Wallis Youth in Organic Farming
Kenza Tufale farms at Akaaka on Wallis Island in the French territory of Wallis and Futuna.
She’s one of about thirty young people working with the Chambre de Commerce d’Industrie des Metiers et de l’Agriculture (CCIMA) through a project supporting young people’s participation in organic agriculture.
President of CCIMA Lauriane Verge says the goal of the project is to ensure that young people secure income sources.
‘Local production of fresh fruits, crops and vegetables is boosted. This is something that Wallis sorely needs,’ she sad.
Up to 95 percent of vegetables are imported from France making for a high import bill.
Vegetables are expensive. A kilogram of tomatoes costs about FJD 19 but could cost as low as FJD 5. If local supply substitutes imports. However, that is a dream that can materialise in a few more years.
In the meantime, Kenza just rejoices in the sales she makes from her crops.
‘I feel good seeing people come and buy what I’ve worked hard for,’ she said.
Leaving school a few years back, Kenza found it difficult to get a job. There were not many around.
Three months ago, she started farming, receiving technical advice and seed support through the project.
Her farm is an integrated mix of tomatoes, leafy vegetables and taro promoting the concepts of organic farming, like mulching and an abstinence from chemicals.
She also built a roadside stall as her marketing outlet.
‘Within only two hours I’ve sold out. I like to see that because it shows me I’m on the right track and what I am doing is a success,’ she told POETCom while on a recent visit to Fiji.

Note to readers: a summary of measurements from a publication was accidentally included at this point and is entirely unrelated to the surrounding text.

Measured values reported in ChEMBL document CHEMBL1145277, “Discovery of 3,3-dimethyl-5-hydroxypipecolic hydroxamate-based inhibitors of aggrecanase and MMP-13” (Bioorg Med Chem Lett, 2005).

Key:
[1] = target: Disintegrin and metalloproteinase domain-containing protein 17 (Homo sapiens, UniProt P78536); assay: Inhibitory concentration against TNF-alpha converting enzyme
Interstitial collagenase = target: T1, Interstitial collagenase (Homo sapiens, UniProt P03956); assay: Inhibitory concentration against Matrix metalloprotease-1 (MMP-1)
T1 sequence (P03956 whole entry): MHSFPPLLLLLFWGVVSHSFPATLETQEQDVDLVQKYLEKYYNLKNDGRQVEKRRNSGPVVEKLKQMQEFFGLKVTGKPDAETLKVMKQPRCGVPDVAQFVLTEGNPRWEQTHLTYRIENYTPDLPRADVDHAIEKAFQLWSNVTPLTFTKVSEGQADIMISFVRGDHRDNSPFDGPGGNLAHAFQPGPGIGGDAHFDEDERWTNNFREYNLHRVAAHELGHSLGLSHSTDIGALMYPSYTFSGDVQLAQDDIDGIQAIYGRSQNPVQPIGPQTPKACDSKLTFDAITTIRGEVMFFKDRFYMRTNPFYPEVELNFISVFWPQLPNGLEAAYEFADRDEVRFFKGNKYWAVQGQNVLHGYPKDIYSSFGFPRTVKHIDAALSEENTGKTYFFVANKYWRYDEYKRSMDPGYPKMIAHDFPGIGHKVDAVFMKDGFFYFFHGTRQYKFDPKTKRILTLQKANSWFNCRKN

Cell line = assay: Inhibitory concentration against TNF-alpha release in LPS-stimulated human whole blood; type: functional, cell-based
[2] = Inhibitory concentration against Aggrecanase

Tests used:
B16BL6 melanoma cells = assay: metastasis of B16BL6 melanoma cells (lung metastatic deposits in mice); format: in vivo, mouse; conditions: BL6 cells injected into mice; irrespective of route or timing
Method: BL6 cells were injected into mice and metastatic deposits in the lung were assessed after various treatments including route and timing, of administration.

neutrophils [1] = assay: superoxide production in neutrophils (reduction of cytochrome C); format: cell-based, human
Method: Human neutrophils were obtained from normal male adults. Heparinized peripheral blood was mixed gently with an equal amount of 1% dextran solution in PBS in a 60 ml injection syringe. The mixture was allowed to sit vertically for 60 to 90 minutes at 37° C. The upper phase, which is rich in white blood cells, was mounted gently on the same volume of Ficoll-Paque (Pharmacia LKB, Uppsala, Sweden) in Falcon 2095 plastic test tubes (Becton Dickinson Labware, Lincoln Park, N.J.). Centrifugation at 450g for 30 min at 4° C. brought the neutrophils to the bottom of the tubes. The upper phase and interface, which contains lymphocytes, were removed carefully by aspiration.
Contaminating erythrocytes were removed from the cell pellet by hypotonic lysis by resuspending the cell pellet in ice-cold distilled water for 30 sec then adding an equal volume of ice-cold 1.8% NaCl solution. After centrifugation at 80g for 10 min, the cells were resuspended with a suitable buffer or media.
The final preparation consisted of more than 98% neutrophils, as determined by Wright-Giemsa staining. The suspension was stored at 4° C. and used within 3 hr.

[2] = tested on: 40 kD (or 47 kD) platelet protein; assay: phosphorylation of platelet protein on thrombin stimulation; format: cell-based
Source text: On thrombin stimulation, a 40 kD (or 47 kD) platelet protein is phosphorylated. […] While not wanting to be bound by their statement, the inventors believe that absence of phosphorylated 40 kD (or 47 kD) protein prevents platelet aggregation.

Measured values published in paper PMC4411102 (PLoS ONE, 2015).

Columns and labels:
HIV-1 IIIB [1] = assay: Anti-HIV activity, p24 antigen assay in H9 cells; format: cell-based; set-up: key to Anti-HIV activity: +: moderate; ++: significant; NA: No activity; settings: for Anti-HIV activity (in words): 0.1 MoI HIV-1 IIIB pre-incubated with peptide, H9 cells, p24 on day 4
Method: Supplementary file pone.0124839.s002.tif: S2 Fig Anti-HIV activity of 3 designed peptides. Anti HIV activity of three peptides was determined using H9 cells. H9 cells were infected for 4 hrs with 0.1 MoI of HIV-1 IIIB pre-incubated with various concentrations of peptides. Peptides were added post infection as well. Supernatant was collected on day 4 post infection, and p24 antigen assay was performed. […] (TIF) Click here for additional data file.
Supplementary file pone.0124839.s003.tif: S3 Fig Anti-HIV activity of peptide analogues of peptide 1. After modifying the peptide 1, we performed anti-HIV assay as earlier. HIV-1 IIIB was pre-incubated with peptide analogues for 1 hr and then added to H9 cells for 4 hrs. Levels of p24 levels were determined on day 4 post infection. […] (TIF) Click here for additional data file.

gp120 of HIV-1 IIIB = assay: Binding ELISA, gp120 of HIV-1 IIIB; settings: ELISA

Kenza and three other young farmers supported through the project were excited to see the big markets in Lautoka City and Suva and to meet their peers farming in Fiji.
They were part of the Wallis and Futuna delegation visiting various farming sites and production facilities on mainland Viti Levu as a learning experience.
Heading the delegation, Verge said there is a lot of potential for Wallis and Futuna Islands to grow the agricultural economy.
‘We have largely unutilised resources. Domestic farming is thriving but we want to raise it to the next level like perhaps value adding,’ she said.
‘First we want to completely substitute vegetable imports and meet local demand. We need to become self-sufficient and that will require the major involvement of local farmers.’
The youth project is a start. Kenza’s farm is a strand in the bigger mat that the CCIMA is weaving for Wallis and Futuna and that is to be self-sufficient in foods like vegetables and also have a thriving agriculture sector.
While giving Kenza a source of income, it is also intended to inspire other unemployed youths.
CCIMA is a member of POETCom and focal point for the development of organic agriculture.